Sexually dimorphic skin glands in the invasive species Lithobates catesbeianus (Anura:Ranidae)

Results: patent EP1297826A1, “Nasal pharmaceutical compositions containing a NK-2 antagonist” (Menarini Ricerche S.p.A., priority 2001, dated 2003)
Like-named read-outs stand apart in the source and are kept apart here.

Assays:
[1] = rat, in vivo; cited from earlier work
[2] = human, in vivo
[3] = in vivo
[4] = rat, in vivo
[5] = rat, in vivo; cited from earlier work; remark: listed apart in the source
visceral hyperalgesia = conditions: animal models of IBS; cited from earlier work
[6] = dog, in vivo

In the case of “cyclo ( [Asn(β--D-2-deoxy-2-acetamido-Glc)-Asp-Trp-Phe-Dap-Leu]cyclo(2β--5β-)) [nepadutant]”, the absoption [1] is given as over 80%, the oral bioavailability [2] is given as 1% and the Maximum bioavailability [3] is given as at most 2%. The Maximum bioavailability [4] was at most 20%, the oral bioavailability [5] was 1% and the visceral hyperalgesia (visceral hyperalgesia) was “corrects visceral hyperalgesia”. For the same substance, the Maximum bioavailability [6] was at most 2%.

Males of most amphibian species possess specialized cutaneous glands, known as sexually dimorphic skin glands (SDSGs). SDSGs are usually clustered in specific body regions and are externally visible, but in some cases, external differences between males and females can be slight or absent, and the occurrence of SDSGs can only be disclosed by histological studies. Chemical signals produced by SDSGs markedly affect amphibian behaviour and reproduction, and therefore their occurrence, features, and location in the body could provide information on potential mechanisms of intraspecific communication in a particular species. In the present study, we perform light microscope (both histological and histochemical), and scanning electron microscope studies of skin samples from male and female adult specimens of the invasive bullfrog Lithobates catesbeianus, covering several body regions that could hold SDSGs. Most skin areas analysed showed only ordinary granular and mucous glands despite remarkable sexual dimorphism that could be externally observed. By contrast, the male nuptial pads contained exclusively SDSGs that were hypertrophied specialized mucous glands (SMGs), closely resembling breeding glands described in other anurans. Our histochemical study revealed that these SMGs contain heterogeneous populations of secretory cells, possibly involved in pheromone production. We discuss these characteristics of the SDSGs found in L. catesbeianus, as well as the surface specialization of the nuptial pads (achieved by scanning electron microscopy) in the light of their potential role in the chemical communication in this invasive species.